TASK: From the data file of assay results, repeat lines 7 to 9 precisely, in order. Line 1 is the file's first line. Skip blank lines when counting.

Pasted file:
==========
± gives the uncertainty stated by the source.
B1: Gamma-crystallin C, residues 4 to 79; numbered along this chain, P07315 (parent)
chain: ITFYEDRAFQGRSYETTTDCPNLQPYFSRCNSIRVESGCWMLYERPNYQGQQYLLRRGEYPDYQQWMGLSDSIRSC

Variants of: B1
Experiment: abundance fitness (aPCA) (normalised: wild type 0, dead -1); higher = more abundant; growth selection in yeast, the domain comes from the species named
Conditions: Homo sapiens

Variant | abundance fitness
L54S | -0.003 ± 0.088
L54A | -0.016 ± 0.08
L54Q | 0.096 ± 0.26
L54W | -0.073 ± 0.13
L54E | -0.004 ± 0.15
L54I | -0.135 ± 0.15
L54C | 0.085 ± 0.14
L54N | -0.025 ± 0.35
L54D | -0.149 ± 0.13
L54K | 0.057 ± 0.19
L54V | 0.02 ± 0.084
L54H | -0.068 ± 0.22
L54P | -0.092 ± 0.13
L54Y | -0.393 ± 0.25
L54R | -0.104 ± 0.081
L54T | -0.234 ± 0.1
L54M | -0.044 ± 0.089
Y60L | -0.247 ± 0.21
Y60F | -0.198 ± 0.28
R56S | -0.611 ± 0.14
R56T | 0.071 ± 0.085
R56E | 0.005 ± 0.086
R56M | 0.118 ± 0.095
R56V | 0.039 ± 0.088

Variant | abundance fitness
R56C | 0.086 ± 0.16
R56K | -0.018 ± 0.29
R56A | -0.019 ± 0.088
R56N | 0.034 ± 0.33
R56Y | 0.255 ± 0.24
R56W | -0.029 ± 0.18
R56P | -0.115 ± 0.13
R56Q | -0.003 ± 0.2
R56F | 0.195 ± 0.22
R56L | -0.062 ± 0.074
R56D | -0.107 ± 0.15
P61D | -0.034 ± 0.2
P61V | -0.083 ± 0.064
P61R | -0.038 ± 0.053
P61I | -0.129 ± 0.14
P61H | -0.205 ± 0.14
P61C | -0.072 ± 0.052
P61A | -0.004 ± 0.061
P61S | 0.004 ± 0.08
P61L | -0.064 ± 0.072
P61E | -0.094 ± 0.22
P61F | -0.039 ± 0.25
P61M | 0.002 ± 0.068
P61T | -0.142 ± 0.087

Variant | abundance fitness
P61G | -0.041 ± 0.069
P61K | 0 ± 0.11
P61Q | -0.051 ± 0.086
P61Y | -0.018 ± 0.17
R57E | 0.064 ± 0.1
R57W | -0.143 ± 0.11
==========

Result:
Variant | abundance fitness
L54S | -0.003 ± 0.088
L54A | -0.016 ± 0.08